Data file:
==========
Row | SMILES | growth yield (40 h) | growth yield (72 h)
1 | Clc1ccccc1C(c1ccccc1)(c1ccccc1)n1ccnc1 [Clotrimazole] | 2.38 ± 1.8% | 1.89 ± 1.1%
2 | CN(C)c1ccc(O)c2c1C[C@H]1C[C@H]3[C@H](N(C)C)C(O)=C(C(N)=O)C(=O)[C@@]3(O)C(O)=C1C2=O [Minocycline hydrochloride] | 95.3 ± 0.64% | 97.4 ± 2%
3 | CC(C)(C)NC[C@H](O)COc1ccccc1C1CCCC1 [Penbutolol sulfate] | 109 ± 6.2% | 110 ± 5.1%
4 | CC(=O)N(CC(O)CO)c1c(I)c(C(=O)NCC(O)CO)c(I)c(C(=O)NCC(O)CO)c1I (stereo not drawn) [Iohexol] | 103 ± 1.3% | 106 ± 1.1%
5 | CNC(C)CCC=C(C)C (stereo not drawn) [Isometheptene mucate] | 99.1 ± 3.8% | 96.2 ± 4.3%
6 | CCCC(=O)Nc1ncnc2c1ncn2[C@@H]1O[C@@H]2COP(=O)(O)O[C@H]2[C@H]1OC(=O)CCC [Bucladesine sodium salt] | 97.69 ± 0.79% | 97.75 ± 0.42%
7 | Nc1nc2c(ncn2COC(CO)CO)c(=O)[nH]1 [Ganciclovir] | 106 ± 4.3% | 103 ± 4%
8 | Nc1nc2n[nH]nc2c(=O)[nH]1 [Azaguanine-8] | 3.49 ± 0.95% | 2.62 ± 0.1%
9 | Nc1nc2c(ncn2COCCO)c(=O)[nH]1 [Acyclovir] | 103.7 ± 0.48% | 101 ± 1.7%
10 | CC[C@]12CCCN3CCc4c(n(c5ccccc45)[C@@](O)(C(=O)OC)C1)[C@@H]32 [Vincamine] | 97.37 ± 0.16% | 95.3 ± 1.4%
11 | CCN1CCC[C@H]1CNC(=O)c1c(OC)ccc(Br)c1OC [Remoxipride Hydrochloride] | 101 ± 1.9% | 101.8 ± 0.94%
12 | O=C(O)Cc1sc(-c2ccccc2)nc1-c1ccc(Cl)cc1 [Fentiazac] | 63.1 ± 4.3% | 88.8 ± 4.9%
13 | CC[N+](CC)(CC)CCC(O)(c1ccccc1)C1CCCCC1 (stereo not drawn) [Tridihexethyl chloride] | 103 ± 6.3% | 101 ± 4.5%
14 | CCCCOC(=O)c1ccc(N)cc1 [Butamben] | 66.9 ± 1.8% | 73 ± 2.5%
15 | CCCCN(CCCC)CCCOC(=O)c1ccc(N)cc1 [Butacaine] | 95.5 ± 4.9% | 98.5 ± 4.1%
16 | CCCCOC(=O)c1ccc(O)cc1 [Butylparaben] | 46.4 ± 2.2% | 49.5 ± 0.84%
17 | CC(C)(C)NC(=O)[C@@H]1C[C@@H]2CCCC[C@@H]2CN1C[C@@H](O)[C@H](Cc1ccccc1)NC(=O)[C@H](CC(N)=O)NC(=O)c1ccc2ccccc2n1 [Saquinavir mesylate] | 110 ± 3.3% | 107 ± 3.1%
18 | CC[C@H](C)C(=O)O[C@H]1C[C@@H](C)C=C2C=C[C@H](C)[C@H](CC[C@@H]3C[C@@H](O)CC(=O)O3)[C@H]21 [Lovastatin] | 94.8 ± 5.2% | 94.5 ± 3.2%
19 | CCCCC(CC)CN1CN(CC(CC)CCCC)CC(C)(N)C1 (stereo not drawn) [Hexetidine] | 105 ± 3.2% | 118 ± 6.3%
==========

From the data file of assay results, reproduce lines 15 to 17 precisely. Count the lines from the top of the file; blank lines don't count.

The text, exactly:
14 | CCCCOC(=O)c1ccc(N)cc1 [Butamben] | 66.9 ± 1.8% | 73 ± 2.5%
15 | CCCCN(CCCC)CCCOC(=O)c1ccc(N)cc1 [Butacaine] | 95.5 ± 4.9% | 98.5 ± 4.1%
16 | CCCCOC(=O)c1ccc(O)cc1 [Butylparaben] | 46.4 ± 2.2% | 49.5 ± 0.84%